But let’s imagine if this was possible. Pulling real-world traffic data to populate certain areas with NPC cars would be fantastic, allowing you to get stuck in traffic in New York. Using real-world weather data to make a road icy or dry would be brilliant for keeping areas challenging as well as setting off with the correct wheels, etc. Having friends driving alongside you as you obey the laws of the road while on your journey would be enjoyable, right up until the fun starts when you all start speeding across the Sahara Desert with no worries about police pursuits because it would be a game about exploration.

Microsoft Flight Simulator plane flying in front of giant cloud by cliffs and trees

The added gem would be being able to go down every road that you usually see when you’re up at 11:15pm browsing Google Maps for no reason other than curiosity. And in using the road map data, you’d be able to turn off from main roads and explore the parts of countries that are tucked away. A massively-interactive Street View-Esque game if you will. Of course, landmarks would have to still be feature pieces of the world as they are in Microsoft Flight Simulator. Areas such as the Eiffel Tower, Hoover Dam, and more would potentially require additional graphical information to ensure these areas are presented in the best quality, to really help bring them and their surrounding areas to life.

It’d have to have online capabilities as well, allowing you and a friend to set up waypoints and a GPS system. But if we’re going to include the scale that Microsoft Flight Simulator uses for its map, some of those trips could go on for…a long time. Having gas stations on your planned routes would be a nifty way to keep the journey dotted with rest stops and save your trip progress and return to it at a later time. It’d also allow you the opportunity to make tweaks to your car by branching off into some sort of car mechanic simulator vibe.

I’ve been sat staring into space and thinking about how this sort of a game would be incredible to play, but whichever studio that would develop it would likely face a laughable number of years in development. Not only that, but the game would probably end up exceeding 200GB just to install the base game. The number of different building models and textures, the foliage, the weather, the details of the cars, and their individual mechanics. The list goes on.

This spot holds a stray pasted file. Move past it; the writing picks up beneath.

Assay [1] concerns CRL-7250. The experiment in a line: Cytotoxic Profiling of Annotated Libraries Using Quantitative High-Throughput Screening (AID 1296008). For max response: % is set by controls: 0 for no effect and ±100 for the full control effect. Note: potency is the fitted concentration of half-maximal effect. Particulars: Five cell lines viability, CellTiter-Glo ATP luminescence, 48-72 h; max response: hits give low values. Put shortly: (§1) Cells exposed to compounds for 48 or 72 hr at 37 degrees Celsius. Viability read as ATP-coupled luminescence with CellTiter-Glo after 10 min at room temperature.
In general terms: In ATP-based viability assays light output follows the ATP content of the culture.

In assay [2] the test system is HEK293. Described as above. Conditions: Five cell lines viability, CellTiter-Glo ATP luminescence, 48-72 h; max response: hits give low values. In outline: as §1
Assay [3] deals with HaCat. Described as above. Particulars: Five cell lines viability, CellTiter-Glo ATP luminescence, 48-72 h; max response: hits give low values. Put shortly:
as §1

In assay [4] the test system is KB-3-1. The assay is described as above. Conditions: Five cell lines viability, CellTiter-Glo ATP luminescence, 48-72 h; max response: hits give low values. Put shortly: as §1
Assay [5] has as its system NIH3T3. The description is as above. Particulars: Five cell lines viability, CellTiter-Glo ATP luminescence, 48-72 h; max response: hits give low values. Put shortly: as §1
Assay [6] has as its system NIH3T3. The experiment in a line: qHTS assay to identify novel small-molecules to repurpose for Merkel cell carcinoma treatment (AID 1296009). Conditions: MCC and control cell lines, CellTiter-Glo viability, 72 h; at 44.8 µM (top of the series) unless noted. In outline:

All of it would add up and probably just outright dissolve your graphics card. Then there would no doubt be the added DLC to keep the game updated with new car models, new enhancements to key locations, heck, maybe even a HD Texture Pack would make its way down the post-launch line.

Microsoft Flight Simulator plane flying against an orange sunset

You know what? The process of making a game on this scale I’m envisioning sounds far too problematic and massive. I’d argue that a game on this sort of scale would clearly be from one of those new-fangled AAAA studios, maybe even AAAAA. I’d probably need to splash out on a new PC as well just to run it. Either way, this is something that would be a dream concept, but something that will remain a dream for far too many technical reasons.

If we ever got a game on this sort of scale I’d be incredibly over the moon, but after reflection, on all of the above, I think I’m okay with one not existing. I guess I’ll just have to get out and do a road trip in real-life rather than in the comfort of my dressing gown and slippers. Perhaps just sticking to nabbing different open-world games, from different studios, with different driving mechanics. Failing that, it seems that the best way to explore the world without leaving the house remains to be Google Earth or Microsoft Flight Simulator.